Product Usage Analytics

How much value do users get out of your product? The answer lies in product usage analytics.

What is Product Usage Analytics?

Product usage analytics is the process of analyzing data related to how users interact with software, an app or a digital resource. The results can be used to figure out:

  • Which features are most popular
  • Overall product quality
  • How engaged users are
  • The type of customer that is using the product most often
  • Whether customers find value in a product/service
  • What issues users are running into
  • How well you are retaining customers
  • The stickiness of the product/service
  • Effectiveness of engagement strategies
  • User workflow
  • How adoption varies across user segments
  • When and how you need to communicate with a customer
  • How to integrate compelling upgrade funnels
  • The results of A/B testing

This is just a sampling of what product usage analytics can reveal, which is why this type of analytics is considered to be an integral part of research and development. Instead of guessing or theorizing then testing you can learn what’s working and what’s not directly from users to prioritize product management.

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Key Difference of Product Usage Analytics

Product usage analytics is one tool in the product manager’s toolbox for learning more about customers – but it’s arguably the best tool. Customer interviews and surveys have been used forever like a traditional hammer. However, product usage analytics is like a nail gun. You’ll get the job done a lot faster and know what you’ve built is solid. 

The difference is in the information gathered. Surveys and customer interviews tell you what users think they are doing or what they’d like to do with your product. There is room for human error and it’s subjective. Product usage data, on the other hand, is objective and tells you exactly what the customer is actually doing with your product.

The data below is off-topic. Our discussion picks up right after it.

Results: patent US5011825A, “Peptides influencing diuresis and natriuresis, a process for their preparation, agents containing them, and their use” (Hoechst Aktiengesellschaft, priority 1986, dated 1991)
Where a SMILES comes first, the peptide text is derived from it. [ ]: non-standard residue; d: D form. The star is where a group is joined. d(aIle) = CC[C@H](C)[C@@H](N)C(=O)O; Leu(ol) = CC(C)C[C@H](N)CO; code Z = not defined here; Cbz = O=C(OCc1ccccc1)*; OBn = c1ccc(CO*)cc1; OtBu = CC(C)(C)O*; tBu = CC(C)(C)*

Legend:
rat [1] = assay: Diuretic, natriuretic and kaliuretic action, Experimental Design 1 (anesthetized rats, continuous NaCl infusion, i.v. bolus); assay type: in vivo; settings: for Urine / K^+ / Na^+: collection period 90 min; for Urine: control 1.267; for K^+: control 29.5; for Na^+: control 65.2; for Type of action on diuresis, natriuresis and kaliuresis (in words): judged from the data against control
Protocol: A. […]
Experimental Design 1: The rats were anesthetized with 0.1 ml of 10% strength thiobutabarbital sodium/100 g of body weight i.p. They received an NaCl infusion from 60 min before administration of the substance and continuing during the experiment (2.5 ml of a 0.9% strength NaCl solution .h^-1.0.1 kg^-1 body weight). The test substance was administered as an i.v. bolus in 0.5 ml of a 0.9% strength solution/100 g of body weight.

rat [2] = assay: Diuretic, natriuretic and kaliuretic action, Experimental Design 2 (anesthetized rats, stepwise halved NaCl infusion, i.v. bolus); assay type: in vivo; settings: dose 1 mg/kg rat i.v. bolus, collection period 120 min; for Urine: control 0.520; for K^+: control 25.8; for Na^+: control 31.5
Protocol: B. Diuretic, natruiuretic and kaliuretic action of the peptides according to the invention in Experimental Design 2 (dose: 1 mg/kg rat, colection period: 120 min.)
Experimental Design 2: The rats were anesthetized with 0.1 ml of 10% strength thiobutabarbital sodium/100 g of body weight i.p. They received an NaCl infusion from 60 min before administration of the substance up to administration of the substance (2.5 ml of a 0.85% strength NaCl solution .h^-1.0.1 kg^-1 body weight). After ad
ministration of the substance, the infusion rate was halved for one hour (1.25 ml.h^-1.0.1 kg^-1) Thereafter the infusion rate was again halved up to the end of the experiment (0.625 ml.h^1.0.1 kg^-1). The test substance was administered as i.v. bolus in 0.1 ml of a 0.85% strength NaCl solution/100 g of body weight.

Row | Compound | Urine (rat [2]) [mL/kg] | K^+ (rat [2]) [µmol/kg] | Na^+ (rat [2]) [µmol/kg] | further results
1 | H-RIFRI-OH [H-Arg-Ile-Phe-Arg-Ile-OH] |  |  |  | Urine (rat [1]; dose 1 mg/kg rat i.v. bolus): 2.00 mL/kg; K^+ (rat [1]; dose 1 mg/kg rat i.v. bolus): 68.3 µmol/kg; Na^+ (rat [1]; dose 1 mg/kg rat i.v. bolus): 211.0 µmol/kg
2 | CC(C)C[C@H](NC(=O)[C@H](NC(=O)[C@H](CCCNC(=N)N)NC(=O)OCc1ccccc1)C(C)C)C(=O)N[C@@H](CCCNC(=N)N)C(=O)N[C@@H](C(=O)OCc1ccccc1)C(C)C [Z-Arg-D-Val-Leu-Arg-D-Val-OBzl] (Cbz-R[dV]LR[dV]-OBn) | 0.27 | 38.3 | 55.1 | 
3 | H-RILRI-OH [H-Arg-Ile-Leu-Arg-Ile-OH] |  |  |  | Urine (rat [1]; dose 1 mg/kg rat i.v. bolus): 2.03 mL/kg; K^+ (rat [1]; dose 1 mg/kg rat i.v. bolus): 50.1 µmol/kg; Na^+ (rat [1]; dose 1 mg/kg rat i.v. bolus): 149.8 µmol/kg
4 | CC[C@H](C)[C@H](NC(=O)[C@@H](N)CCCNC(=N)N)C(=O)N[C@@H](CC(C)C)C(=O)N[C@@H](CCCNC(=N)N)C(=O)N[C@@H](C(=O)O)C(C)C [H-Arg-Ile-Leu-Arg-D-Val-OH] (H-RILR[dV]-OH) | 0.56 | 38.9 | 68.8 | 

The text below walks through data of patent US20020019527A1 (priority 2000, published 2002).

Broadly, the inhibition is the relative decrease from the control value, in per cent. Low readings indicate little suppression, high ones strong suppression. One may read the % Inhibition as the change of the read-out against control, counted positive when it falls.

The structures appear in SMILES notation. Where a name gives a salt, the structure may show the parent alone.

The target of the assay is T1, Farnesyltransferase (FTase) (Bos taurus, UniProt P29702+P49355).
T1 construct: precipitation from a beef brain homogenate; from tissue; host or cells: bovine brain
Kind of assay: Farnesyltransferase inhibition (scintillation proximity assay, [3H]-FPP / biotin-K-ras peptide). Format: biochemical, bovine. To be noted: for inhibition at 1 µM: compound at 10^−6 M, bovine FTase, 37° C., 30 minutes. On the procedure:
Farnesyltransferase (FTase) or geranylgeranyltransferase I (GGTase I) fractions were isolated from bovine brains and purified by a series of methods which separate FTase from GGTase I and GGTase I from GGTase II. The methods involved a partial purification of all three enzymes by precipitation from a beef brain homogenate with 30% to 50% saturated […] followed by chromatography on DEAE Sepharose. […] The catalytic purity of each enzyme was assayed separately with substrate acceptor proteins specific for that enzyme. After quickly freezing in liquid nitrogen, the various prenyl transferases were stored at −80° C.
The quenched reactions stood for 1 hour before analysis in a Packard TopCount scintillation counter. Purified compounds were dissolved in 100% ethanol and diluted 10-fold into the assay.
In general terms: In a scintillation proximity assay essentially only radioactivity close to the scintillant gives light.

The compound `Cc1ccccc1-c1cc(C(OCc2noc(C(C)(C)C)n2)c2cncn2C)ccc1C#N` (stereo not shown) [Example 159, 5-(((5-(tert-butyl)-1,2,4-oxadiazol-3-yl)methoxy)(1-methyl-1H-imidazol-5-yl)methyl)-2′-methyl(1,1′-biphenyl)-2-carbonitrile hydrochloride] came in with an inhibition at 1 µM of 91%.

This quantitative data is critical for optimizing product development and prioritization.

Gathering Data for Product Usage Analytics

The key to product usage analytics is obtaining usage data. Every action that a user takes can be logged by software. But it still isn’t usable yet. The data then has to be extracted and loaded into a database. From there, the data can be analyzed to look for trends and variations over time. 

But parsing out and interpreting product usage data isn’t easy if it’s just a bunch of numbers in a table. That’s where an analytics platform comes into play. At Mixpanel we put emphasis on clearly visualizing data using charts and graphs that are automatically generated yet also customizable.  

Most companies find that third-party platforms like Mixpanel are the most efficient way to extract, load and transform the raw data into reports that their entire team can access. The product usage data can be used by everyone from customer service to marketing to product development without any analytics training or special expertise. 

Analytics data doesn’t lie. You need it to make informed product decisions rather than guesses. The goal is to use this actionable information to improve the quality of your product as well as the customer experience even before people start using the product.

Product Usage Analytics: Terms to Know

Are there some terms in this post you’ve never seen before? While performing product usage analytics you will likely encounter the terms below:

Account Level – Refers to product usage data and activity for an account.

Adoption – The use of a product or feature.

Churn Rate – The percentage of customers that discontinue service in a given period. 

Conversion Rate – The percentage of users who take a desired action.

Empathy Debt – Term used to describe your understanding of your customer and what they need.

Engagement Rate – The number of active users. Also indicates how often users interact with a product.

Key Performance Indicator (KPI) – These are product usage metrics that help you gauge the performance of a product. 

MAU – MAU stands for monthly active users. 

Retention – How well a product or service keeps existing customers.

Segments – Categories or groups of users that can be compared with product usage analytics.

Stickiness – This is a term used to indicate whether users come back. 

Super User – Customers that use your product the most. Super users are great product advocates that are usually the most likely to leave positive reviews and refer others.

User Level – Refers to the product usage data and activity of an individual user.

Visualization – Visual representation of data, such as charts and graphs. 

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